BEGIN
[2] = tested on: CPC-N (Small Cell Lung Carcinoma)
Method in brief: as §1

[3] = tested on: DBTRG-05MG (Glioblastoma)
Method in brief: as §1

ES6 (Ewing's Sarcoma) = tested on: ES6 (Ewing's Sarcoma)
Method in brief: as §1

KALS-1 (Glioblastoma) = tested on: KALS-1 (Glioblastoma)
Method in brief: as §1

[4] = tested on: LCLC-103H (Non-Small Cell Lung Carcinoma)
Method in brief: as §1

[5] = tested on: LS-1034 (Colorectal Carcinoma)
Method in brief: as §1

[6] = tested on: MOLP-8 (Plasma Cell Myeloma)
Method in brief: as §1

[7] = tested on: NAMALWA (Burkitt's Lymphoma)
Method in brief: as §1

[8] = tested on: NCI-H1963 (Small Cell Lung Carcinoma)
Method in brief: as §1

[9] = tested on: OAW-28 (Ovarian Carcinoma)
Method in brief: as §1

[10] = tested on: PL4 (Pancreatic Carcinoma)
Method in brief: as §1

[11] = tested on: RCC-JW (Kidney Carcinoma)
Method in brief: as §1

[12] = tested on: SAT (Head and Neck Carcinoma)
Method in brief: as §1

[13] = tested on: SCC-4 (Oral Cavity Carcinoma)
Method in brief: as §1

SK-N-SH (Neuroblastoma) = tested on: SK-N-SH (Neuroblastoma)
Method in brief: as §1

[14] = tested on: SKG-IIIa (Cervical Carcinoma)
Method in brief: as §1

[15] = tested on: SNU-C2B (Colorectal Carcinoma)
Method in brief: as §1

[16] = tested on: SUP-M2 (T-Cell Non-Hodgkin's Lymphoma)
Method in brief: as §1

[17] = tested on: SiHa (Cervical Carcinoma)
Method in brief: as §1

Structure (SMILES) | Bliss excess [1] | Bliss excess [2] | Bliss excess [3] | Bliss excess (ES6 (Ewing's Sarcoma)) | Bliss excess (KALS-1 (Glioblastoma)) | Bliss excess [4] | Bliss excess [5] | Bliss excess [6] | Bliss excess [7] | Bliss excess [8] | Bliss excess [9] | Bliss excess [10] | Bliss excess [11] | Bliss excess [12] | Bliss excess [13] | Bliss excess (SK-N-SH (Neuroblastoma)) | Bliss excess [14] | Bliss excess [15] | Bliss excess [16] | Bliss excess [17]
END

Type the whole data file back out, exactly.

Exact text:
[2] = tested on: CPC-N (Small Cell Lung Carcinoma)
Method in brief: as §1

[3] = tested on: DBTRG-05MG (Glioblastoma)
Method in brief: as §1

ES6 (Ewing's Sarcoma) = tested on: ES6 (Ewing's Sarcoma)
Method in brief: as §1

KALS-1 (Glioblastoma) = tested on: KALS-1 (Glioblastoma)
Method in brief: as §1

[4] = tested on: LCLC-103H (Non-Small Cell Lung Carcinoma)
Method in brief: as §1

[5] = tested on: LS-1034 (Colorectal Carcinoma)
Method in brief: as §1

[6] = tested on: MOLP-8 (Plasma Cell Myeloma)
Method in brief: as §1

[7] = tested on: NAMALWA (Burkitt's Lymphoma)
Method in brief: as §1

[8] = tested on: NCI-H1963 (Small Cell Lung Carcinoma)
Method in brief: as §1

[9] = tested on: OAW-28 (Ovarian Carcinoma)
Method in brief: as §1

[10] = tested on: PL4 (Pancreatic Carcinoma)
Method in brief: as §1

[11] = tested on: RCC-JW (Kidney Carcinoma)
Method in brief: as §1

[12] = tested on: SAT (Head and Neck Carcinoma)
Method in brief: as §1

[13] = tested on: SCC-4 (Oral Cavity Carcinoma)
Method in brief: as §1

SK-N-SH (Neuroblastoma) = tested on: SK-N-SH (Neuroblastoma)
Method in brief: as §1

[14] = tested on: SKG-IIIa (Cervical Carcinoma)
Method in brief: as §1

[15] = tested on: SNU-C2B (Colorectal Carcinoma)
Method in brief: as §1

[16] = tested on: SUP-M2 (T-Cell Non-Hodgkin's Lymphoma)
Method in brief: as §1

[17] = tested on: SiHa (Cervical Carcinoma)
Method in brief: as §1

Structure (SMILES) | Bliss excess [1] | Bliss excess [2] | Bliss excess [3] | Bliss excess (ES6 (Ewing's Sarcoma)) | Bliss excess (KALS-1 (Glioblastoma)) | Bliss excess [4] | Bliss excess [5] | Bliss excess [6] | Bliss excess [7] | Bliss excess [8] | Bliss excess [9] | Bliss excess [10] | Bliss excess [11] | Bliss excess [12] | Bliss excess [13] | Bliss excess (SK-N-SH (Neuroblastoma)) | Bliss excess [14] | Bliss excess [15] | Bliss excess [16] | Bliss excess [17]